Standing on an idyllic clearing within a nine-acre woodland parcel in the Hudson Valley, the Salt Point House boasts an ethereal beauty that is still strikingly contemporary. Designed by Thomas Phifer and Partners for a New York City couple, this stunningly simple weekend retreat consists of a glass and wood box sandwiched between two rippled silver curtains. Made from perforated stainless steel, the shades not only keep the interiors private but also filter the excess brilliance mediating the home with its luscious surroundings.
The project’s brief was simple: to design a small, comfortable, and low-maintenance retreat with two bedrooms, an open living area, and a porch. And the architects’ response was also simple: a two-level, open-plan, painted cedar box, lined in warm maple plywood and overlaid by two corrugated translucent screens.
The entrance of the house is completely glazed, with black “floating” steps. It’s shielded from the wind by the extended screens, as if they were delineating a cubic volume of air and forming an outdoors space–or porch–that is perfect for enjoying fresh air and admiring the seasonal flux.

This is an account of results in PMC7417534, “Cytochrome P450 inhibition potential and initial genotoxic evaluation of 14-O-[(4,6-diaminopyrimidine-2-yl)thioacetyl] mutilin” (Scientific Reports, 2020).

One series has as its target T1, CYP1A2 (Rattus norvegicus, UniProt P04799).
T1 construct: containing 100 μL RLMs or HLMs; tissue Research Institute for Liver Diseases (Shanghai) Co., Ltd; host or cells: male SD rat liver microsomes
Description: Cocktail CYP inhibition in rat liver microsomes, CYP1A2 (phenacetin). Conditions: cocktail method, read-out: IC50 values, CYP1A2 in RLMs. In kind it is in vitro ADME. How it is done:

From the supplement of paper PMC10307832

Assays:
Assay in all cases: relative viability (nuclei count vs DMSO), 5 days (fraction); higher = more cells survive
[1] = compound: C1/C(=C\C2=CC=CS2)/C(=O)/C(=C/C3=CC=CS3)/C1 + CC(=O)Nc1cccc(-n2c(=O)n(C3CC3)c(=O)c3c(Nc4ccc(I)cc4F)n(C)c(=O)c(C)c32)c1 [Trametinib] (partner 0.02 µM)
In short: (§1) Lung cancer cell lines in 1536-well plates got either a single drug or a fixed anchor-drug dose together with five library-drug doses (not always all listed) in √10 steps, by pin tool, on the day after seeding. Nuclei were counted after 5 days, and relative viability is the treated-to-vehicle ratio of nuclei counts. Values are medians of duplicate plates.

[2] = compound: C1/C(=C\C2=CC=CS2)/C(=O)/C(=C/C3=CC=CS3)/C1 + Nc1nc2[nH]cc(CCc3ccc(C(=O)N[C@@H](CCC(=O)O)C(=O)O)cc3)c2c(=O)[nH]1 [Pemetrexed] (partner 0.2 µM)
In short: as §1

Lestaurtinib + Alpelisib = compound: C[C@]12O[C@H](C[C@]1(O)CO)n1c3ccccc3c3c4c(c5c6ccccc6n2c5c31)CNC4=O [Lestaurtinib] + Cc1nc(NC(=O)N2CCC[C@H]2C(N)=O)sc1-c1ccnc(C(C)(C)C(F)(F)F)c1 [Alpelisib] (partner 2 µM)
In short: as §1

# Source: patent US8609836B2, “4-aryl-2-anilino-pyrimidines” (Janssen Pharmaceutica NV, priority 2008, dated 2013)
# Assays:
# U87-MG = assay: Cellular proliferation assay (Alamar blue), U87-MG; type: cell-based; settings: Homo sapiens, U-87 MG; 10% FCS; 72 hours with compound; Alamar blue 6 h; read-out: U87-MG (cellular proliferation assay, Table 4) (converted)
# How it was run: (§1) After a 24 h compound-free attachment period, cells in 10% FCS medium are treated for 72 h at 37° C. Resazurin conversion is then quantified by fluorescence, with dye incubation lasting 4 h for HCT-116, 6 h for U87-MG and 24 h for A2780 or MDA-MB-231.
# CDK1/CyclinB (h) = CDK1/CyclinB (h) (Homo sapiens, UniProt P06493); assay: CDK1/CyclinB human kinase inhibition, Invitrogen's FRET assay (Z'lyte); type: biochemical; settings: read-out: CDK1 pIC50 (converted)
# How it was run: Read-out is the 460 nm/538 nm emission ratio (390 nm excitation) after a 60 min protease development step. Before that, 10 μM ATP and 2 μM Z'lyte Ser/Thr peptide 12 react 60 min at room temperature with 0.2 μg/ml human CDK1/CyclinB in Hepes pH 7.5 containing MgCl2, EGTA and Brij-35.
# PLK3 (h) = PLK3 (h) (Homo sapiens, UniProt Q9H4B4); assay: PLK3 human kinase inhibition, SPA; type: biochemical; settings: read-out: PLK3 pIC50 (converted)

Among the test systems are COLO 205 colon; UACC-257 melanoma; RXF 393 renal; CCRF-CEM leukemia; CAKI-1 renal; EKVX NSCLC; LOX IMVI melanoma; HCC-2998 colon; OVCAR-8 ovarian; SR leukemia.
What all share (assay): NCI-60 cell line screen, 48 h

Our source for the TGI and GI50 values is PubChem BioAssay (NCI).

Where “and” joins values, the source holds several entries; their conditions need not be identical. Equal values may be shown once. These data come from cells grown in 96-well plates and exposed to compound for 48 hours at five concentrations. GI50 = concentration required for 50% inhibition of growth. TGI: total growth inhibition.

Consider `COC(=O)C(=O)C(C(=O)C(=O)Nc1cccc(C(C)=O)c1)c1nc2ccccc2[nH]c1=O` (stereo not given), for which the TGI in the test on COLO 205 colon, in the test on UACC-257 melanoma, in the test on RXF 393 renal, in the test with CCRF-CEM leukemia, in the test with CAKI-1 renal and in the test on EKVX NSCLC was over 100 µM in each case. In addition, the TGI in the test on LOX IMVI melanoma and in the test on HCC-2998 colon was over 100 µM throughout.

The interiors have a modest palette and are furnished with sparse contemporary furniture. But they’re bright and warm thanks to the maple plywood that covers the floors and walls and also because of the soft natural light coming in from the woods, filtered by the translucent curtains. The bedrooms are situated on the upper level, where the architects did another play of light. They installed a couple of round skylights on the roof to bring in natural light, which passes freely into the lower level through a glass floor corridor.
The Salt Point House boasts a cool combination of contemporary design and a modest economy of materials and resources, just as you would expect from its innovative exterior and magnificent forest setting.
See more stunning architecture by Thomas Phifer and Partners here.
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